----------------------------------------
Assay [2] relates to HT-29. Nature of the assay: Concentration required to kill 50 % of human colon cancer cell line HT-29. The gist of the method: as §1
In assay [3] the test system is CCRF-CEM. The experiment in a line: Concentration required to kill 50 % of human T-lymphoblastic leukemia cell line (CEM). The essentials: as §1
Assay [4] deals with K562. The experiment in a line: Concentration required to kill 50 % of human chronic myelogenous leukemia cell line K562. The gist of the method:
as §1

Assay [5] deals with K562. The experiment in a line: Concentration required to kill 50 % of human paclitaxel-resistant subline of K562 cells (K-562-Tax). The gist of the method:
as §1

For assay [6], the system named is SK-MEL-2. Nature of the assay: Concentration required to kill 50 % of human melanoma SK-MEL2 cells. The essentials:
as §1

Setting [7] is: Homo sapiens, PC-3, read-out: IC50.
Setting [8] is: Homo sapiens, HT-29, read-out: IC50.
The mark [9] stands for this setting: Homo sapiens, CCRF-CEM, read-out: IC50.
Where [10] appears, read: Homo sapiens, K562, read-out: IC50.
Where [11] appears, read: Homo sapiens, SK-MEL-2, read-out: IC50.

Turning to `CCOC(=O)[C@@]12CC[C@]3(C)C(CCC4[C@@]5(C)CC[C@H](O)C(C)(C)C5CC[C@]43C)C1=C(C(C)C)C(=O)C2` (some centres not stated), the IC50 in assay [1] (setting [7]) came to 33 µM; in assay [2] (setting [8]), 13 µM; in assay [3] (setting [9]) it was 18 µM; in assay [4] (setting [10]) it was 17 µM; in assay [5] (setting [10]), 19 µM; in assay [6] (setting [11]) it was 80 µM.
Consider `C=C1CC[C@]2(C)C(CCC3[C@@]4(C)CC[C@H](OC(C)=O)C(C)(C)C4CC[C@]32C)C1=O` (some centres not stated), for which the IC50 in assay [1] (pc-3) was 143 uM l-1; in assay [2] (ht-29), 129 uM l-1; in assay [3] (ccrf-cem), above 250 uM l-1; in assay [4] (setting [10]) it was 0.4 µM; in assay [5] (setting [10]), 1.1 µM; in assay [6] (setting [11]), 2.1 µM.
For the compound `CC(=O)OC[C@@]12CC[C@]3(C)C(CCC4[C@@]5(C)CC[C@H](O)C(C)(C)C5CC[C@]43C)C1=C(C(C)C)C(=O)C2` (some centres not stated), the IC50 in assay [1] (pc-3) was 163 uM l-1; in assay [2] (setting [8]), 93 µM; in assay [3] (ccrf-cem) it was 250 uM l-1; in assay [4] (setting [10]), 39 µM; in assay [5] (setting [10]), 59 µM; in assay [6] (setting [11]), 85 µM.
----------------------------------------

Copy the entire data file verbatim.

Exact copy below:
Assay [2] relates to HT-29. Nature of the assay: Concentration required to kill 50 % of human colon cancer cell line HT-29. The gist of the method: as §1
In assay [3] the test system is CCRF-CEM. The experiment in a line: Concentration required to kill 50 % of human T-lymphoblastic leukemia cell line (CEM). The essentials: as §1
Assay [4] deals with K562. The experiment in a line: Concentration required to kill 50 % of human chronic myelogenous leukemia cell line K562. The gist of the method:
as §1

Assay [5] deals with K562. The experiment in a line: Concentration required to kill 50 % of human paclitaxel-resistant subline of K562 cells (K-562-Tax). The gist of the method:
as §1

For assay [6], the system named is SK-MEL-2. Nature of the assay: Concentration required to kill 50 % of human melanoma SK-MEL2 cells. The essentials:
as §1

Setting [7] is: Homo sapiens, PC-3, read-out: IC50.
Setting [8] is: Homo sapiens, HT-29, read-out: IC50.
The mark [9] stands for this setting: Homo sapiens, CCRF-CEM, read-out: IC50.
Where [10] appears, read: Homo sapiens, K562, read-out: IC50.
Where [11] appears, read: Homo sapiens, SK-MEL-2, read-out: IC50.

Turning to `CCOC(=O)[C@@]12CC[C@]3(C)C(CCC4[C@@]5(C)CC[C@H](O)C(C)(C)C5CC[C@]43C)C1=C(C(C)C)C(=O)C2` (some centres not stated), the IC50 in assay [1] (setting [7]) came to 33 µM; in assay [2] (setting [8]), 13 µM; in assay [3] (setting [9]) it was 18 µM; in assay [4] (setting [10]) it was 17 µM; in assay [5] (setting [10]), 19 µM; in assay [6] (setting [11]) it was 80 µM.
Consider `C=C1CC[C@]2(C)C(CCC3[C@@]4(C)CC[C@H](OC(C)=O)C(C)(C)C4CC[C@]32C)C1=O` (some centres not stated), for which the IC50 in assay [1] (pc-3) was 143 uM l-1; in assay [2] (ht-29), 129 uM l-1; in assay [3] (ccrf-cem), above 250 uM l-1; in assay [4] (setting [10]) it was 0.4 µM; in assay [5] (setting [10]), 1.1 µM; in assay [6] (setting [11]), 2.1 µM.
For the compound `CC(=O)OC[C@@]12CC[C@]3(C)C(CCC4[C@@]5(C)CC[C@H](O)C(C)(C)C5CC[C@]43C)C1=C(C(C)C)C(=O)C2` (some centres not stated), the IC50 in assay [1] (pc-3) was 163 uM l-1; in assay [2] (setting [8]), 93 µM; in assay [3] (ccrf-cem) it was 250 uM l-1; in assay [4] (setting [10]), 39 µM; in assay [5] (setting [10]), 59 µM; in assay [6] (setting [11]), 85 µM.